Comparison and Identifiability Analysis of Friction Models for the Dither Motion of a Solenoid
(2018)

In this paper, the mechanical subsystem of a proportional solenoid excited by a dither signal is considered. The objective is to find a suitable friction model that reflects the characteristic mechanical properties of the dynamic system. Several different friction models from the literature are compared. The friction models are evaluated with respect to their accuracy as well as their practical identifiability, the latter being quantified based on the Fisher information matrix.

Sliding-mode observation with iterative parameter adaption for fast-switching solenoid valves
(2016)

Control of the armature motion of fast-switching solenoid valves is highly desired to reduce noise emission and wear of material. For feedback control, information of the current position and velocity of the armature are necessary. In mass production applications, however, position sensors are unavailable due to cost and fabrication reasons. Thus, position estimation by measuring merely electrical quantities is a key enabler for advanced control, and, hence, for efficient and robust operation of digital valves in advanced hydraulic applications. The work presented here addresses the problem of state estimation, i.e., position and velocity of the armature, by sole use of electrical measurements. The considered devices typically exhibit nonlinear and very fast dynamics, which makes observer design a challenging task. In view of the presence of parameter uncertainty and possible modeling inaccuracy, the robustness properties of sliding mode observation techniques are deployed here. The focus is on error convergence in the presence of several sources for modeling uncertainty and inaccuracy. Furthermore, the cyclic operation of switching solenoids is exploited to iteratively correct a critical parameter by taking into account the norm of the observation error of past switching cycles of the process. A thorough discussion on real-world experimental results highlights the usefulness of the proposed state observation approach.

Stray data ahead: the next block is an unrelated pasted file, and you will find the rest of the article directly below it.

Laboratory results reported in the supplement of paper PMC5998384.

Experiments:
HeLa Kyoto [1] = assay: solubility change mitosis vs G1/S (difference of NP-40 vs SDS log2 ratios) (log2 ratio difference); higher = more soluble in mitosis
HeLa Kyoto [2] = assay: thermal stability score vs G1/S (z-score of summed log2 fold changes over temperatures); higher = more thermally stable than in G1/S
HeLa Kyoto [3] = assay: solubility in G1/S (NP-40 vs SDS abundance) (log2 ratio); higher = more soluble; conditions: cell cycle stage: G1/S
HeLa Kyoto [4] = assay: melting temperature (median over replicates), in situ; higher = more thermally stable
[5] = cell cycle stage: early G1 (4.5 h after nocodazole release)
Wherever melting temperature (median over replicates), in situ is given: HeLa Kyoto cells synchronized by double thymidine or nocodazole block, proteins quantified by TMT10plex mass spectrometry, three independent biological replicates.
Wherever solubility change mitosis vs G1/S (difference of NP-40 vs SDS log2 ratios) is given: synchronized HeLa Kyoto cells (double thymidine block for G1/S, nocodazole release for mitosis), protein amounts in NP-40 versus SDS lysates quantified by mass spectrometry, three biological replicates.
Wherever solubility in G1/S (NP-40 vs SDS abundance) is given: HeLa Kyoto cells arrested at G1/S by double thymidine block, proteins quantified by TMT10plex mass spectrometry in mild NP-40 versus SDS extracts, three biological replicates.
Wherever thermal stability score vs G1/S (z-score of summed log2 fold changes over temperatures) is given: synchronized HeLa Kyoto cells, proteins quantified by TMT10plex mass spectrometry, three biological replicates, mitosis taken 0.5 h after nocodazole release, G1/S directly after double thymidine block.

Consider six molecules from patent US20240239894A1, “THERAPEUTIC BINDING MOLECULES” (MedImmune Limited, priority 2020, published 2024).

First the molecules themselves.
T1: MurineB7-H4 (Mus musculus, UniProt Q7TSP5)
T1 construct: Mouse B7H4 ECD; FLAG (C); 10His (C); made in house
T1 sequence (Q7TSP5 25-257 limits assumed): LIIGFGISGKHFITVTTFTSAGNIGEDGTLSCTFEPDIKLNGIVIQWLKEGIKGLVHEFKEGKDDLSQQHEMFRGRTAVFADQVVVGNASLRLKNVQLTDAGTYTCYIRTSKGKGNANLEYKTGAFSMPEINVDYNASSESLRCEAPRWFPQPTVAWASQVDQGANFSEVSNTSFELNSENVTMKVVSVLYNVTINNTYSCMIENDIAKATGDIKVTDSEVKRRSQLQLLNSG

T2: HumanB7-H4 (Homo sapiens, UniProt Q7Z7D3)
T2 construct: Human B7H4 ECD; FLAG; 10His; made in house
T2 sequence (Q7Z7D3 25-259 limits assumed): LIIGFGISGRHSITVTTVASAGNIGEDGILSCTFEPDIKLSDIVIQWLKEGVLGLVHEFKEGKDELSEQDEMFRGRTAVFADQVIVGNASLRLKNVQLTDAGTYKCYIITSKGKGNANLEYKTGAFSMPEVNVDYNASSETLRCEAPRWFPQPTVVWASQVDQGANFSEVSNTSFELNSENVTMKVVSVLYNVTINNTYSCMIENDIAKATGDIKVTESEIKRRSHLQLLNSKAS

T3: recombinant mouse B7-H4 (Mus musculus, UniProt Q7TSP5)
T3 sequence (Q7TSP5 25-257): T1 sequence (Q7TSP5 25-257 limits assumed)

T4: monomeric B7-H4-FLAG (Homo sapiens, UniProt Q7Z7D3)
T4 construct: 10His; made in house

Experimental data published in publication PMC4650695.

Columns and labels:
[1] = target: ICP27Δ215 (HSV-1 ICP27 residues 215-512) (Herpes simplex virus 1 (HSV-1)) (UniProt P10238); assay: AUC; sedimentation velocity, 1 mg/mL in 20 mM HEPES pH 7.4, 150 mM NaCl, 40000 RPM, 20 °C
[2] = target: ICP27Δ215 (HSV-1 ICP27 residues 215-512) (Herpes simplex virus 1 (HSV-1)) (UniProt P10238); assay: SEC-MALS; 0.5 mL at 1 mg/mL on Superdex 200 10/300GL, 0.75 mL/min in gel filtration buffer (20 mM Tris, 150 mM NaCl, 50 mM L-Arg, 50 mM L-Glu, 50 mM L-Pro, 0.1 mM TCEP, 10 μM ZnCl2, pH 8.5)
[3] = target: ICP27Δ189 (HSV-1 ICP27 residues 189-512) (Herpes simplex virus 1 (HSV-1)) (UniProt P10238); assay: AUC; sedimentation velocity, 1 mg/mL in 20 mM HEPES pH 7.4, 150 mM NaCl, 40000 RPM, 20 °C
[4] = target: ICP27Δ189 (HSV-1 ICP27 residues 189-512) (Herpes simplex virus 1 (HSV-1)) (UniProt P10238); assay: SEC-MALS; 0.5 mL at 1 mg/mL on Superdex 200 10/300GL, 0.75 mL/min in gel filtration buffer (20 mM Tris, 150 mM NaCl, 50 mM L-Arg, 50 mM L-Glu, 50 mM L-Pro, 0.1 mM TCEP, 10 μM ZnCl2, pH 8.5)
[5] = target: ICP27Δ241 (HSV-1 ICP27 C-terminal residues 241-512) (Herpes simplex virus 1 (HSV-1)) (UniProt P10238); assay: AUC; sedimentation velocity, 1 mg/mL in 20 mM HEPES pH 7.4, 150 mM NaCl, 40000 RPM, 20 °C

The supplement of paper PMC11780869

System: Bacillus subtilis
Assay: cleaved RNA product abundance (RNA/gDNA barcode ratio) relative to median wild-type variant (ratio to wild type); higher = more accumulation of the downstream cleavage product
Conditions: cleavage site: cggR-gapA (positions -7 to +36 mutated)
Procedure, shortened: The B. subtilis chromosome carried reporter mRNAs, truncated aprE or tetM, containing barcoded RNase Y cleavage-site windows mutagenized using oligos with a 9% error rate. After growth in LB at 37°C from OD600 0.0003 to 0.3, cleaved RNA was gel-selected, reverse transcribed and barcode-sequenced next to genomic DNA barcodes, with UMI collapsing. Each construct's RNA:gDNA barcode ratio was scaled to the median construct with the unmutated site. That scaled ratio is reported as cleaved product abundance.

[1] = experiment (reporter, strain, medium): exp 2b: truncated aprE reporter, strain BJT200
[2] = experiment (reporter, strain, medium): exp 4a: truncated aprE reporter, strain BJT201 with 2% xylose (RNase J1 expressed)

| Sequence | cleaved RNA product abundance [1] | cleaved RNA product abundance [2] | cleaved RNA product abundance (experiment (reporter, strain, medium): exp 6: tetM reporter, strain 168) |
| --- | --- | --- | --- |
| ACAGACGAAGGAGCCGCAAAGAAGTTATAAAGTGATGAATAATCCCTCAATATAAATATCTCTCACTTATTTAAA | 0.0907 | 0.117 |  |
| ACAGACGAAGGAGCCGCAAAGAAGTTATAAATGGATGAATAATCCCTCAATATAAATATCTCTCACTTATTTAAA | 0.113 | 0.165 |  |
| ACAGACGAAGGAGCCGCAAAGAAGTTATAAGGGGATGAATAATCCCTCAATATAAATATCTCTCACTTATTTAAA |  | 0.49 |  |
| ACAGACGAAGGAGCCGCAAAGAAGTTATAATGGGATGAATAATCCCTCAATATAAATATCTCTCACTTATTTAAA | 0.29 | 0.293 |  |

Flatness-based feed-forward control of solenoid actuators is considered. For precise motion planning and accurate steering of conventional solenoids, eddy currents cannot be neglected. The system of ordinary differential equations including eddy currents, that describes the nonlinear dynamics of such actuators, is not differentially flat. Thus, a distributed parameter approach based on a diffusion equation is considered, that enables the parametrization of the eddy current by the armature position and its time derivatives. In order to design the feedforward control, the distributed parameter model of the eddy current subsystem is combined with a typical nonlinear lumped parameter model for the electrical and mechanical subsystems of the solenoid. The control design and its application are illustrated by numerical and practical results for an industrial solenoid actuator.